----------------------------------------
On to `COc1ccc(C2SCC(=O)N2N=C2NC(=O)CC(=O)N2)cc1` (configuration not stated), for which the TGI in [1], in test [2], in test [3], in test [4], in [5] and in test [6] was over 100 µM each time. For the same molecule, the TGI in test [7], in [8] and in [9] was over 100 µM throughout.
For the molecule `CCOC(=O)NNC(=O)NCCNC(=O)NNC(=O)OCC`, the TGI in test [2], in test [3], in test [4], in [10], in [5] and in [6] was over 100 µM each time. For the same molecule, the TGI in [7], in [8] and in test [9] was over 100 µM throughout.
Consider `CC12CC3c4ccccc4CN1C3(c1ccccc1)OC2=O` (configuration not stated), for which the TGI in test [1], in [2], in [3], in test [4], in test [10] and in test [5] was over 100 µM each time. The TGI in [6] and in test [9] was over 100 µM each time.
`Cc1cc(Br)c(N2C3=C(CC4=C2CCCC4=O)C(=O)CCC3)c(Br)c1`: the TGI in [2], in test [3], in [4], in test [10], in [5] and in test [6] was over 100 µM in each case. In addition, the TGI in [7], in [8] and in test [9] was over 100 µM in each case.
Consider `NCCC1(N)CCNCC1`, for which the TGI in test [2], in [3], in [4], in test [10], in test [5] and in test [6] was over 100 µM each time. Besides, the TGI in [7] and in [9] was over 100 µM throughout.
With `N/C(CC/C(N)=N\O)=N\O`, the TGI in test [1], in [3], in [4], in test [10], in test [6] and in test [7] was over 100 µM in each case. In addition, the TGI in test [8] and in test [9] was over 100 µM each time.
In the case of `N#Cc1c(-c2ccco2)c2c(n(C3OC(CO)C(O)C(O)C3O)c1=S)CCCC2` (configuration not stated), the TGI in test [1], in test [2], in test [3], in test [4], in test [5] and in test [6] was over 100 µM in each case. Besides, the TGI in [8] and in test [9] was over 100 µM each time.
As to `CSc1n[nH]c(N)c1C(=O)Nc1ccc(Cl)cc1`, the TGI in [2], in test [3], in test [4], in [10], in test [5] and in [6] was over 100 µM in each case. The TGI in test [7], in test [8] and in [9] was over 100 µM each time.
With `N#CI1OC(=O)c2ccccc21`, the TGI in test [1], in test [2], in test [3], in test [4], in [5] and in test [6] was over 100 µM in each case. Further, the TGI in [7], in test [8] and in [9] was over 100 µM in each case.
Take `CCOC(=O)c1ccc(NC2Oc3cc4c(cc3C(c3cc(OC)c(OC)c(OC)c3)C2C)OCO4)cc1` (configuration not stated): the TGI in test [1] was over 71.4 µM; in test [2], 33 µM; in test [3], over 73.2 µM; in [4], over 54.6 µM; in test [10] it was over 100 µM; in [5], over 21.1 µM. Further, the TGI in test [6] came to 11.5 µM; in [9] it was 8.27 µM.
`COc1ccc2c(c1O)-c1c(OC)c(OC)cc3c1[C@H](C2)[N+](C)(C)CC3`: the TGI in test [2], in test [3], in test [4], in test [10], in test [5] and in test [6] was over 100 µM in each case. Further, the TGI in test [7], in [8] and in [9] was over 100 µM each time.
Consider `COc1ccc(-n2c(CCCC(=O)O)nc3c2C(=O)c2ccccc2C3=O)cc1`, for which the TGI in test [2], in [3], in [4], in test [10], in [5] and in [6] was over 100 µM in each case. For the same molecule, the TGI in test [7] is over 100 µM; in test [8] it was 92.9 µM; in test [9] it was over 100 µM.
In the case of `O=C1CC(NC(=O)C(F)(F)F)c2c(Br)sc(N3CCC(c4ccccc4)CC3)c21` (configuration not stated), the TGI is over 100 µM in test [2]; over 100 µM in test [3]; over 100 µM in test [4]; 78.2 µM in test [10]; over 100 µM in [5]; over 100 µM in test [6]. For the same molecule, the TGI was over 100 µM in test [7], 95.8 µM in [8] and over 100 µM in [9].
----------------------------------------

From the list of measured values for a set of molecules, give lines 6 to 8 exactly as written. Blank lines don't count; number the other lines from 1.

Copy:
With `N/C(CC/C(N)=N\O)=N\O`, the TGI in test [1], in [3], in [4], in test [10], in test [6] and in test [7] was over 100 µM in each case. In addition, the TGI in test [8] and in test [9] was over 100 µM each time.
In the case of `N#Cc1c(-c2ccco2)c2c(n(C3OC(CO)C(O)C(O)C3O)c1=S)CCCC2` (configuration not stated), the TGI in test [1], in test [2], in test [3], in test [4], in test [5] and in test [6] was over 100 µM in each case. Besides, the TGI in [8] and in test [9] was over 100 µM each time.
As to `CSc1n[nH]c(N)c1C(=O)Nc1ccc(Cl)cc1`, the TGI in [2], in test [3], in test [4], in [10], in test [5] and in [6] was over 100 µM in each case. The TGI in test [7], in test [8] and in [9] was over 100 µM each time.